"­No": Format y using scientific notation and a new precision: p' = p - 1 where p represents the total number of signif­icant digits in the coeffi­cient before any trailing zeros are removed. (In scientific format, the precision determines the number of digits displayed after the decimal point of the coeffi­cient. So, the total number of digits displayed will be: precision + 1 = p' + 1 = p.)
(c) With the #-option (#g, #G): Keep any trailing zeros and the decimal point.
Without the #-option (g, G): If the result has insign­ificant trailing zeros, remove them as well as an unflanked decimal point.
Note: In both cases in (b), the original precision specif­ication p determines the effective number of signif­icant digits up until insign­ificant trailing zeros are removed in (c).

General Format (g or G): Illust­ration

#.4g
.4g
exp
format type
(keep trailing zeros)
(no trailing zeros)
 
1.000e-06
1e-06
-6
e
1.000e-05
1e-05
-5
e
0.0001000
0.0001
-4
f
0.001000
0.001
-3
f
0.01000
0.01
-2
f
0.1000
0.1
-1
f
1.000
1
0
f
10.00
10
1
f
100.0
100
2
f
1000.
1000
3
f
1.000e+04
1e+04
4
e
In this illust­ration, the precision specif­ication is p = 4; so, for exp from -4 to 3, fixed-­point notation (f) is used; otherwise, scientific notation (e) is used.

Types with Condit­ional Formatting

Type
Interp­ret­ation
g, G
= e or f (E or F) according to the General Format Rule
none
= s for strings
 
= d for integers
 
= g for floats
When fixed-­point notation is used, it always includes at least one digit past the decimal point. The precision varies to represent the given value faithf­ully.
n
= d for integers
 
= g for floats
Uses the current locale setting for separator format­ting.

Examples: Both Integers and Floats

si = 55  ­ # small integer
li = 666666  ­ # large integer
sf = 7.77777  ­ # small float
lf = 8888.88  ­ # large float
sc = 9e6  ­ # scientific notation
# none -- no type specified
f"{si} {li} {sf} {lf} {sc}"
'55  ­ ­666666  ­ ­7.77777  ­ ­8888.88  ­ ­900­0000.0'
# n -- number type
f"{si:n} {li:n} {sf:n} {lf:n} {sc:n}­"
'55  ­ ­666666  ­ ­7.77777  ­ ­8888.88  ­ ­9e+06'
# n with #-option
f"{s­i:#n} {li:#n} {sf:#n} {lf:#n} {sc:#n­}"
'55  ­ ­666666  ­ ­7.77777  ­ ­8888.88  ­ ­9.0­000­0e+06'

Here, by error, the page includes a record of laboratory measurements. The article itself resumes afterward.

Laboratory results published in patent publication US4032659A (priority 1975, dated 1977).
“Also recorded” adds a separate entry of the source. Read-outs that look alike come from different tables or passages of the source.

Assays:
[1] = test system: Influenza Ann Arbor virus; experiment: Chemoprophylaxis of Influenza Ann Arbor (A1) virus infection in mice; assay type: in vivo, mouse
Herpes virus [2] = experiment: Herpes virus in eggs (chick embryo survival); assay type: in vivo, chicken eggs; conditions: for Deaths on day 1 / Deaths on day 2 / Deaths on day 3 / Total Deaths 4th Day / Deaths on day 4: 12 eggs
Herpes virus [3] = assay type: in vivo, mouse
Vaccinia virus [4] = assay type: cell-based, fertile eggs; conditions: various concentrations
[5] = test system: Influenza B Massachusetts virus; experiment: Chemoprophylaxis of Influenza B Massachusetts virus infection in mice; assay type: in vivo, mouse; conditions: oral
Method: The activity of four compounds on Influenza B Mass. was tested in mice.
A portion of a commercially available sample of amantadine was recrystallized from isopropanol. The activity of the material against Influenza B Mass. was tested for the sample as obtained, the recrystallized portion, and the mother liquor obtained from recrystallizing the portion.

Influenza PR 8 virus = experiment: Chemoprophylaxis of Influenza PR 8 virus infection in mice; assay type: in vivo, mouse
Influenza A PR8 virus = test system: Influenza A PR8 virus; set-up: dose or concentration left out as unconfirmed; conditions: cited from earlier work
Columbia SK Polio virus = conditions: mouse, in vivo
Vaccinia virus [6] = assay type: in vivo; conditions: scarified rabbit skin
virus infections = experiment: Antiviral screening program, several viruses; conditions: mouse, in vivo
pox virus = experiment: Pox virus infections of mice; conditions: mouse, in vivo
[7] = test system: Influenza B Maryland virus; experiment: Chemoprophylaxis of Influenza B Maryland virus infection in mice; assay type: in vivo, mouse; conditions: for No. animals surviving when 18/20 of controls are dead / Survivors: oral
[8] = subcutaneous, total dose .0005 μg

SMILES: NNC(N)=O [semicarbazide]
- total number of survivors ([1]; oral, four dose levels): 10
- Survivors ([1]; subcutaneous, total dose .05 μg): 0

# n with precision = 3 (precision not allowed for integers)
f"{s­i:.3n} {li:.3n} {sf:.3n} {lf:.3n} {sc:.3­n}"
# e with precision = 3 (forces 3 digits after decimal point)
f"{s­i:.3e} {li:.3e} {sf:.3e} {lf:.3e} {sc:.3­e}"
# including the #-option gives the same result here
f"{s­i:#.3e} {li:#.3e} {sf:#.3e} {lf:#.3e}
{sc:#.3e}"
'5.500e+01  ­ ­6.6­67e+05  ­ ­7.7­78e+00  ­ ­8.8­89e+03  ­ ­9.0­00e+06'
# f with precision = 3 (forces 3 digits after decimal point)
f"{s­i:.3f} {li:.3f} {sf:.3f} {lf:.3f} {sc:.3­f}"
# including the #-option gives the same result here
f"{s­i:#.3f} {li:#.3f} {sf:#.3f} {lf:#.3f}
{sc:#.3f}"
'55.000  ­ ­666­666.000  ­ ­7.778  ­ ­888­8.880  ­ ­900­000­0.000'
# g with precision = 3 (shows no unnecesary zeros or decimal points)
f"{s­i:.3g} {li:.3g} {sf:.3g} {lf:.3g} {sc:.3­g}"
'55  ­ ­6.6­7e+05  ­ 7.78  ­ ­8.8­9e+03  ­ ­9e+06'
# g with #-option (forces showing 3 signif­icant digits)
f"{s­i:#.3g} {li:#.3g} {sf:#.3g} {lf:#.3g}
{sc:#.3g}"
'55.0  ­ ­6.6­7e+05  ­ 7.78  ­ ­8.8­9e+03  ­ ­9.0­0e+06'
# In float types generally, the #-option forces a decimal point occurrence even when no digits follow it
f"{1­0:#.0e} {10:#.0f} {10:#.0­g}­"
'1.e+01  ­ 10.  ­ ­1.e+01'

References

"­Python 3's f-Strings: An Improved String Formatting Syntax (Guide­)" by Joanna Jablonski at Real Python: https:­//r­eal­pyt­hon.co­m/p­yth­on-­f-s­trings/
"­Format String Syntax­" including "­Format Specif­ication Mini-L­ang­uag­e" from the page "string -- Common string operat­ion­s": https:­//d­ocs.py­tho­n.o­rg/­3/l­ibr­ary­/st­rin­g.h­tml­#fo­rma­t-s­tri­ng-­syntax
"PEP 498 -- Literal String Interp­ola­tio­n": https:­//w­ww.p­yt­hon.or­g/d­ev/­pep­s/p­ep-­0498/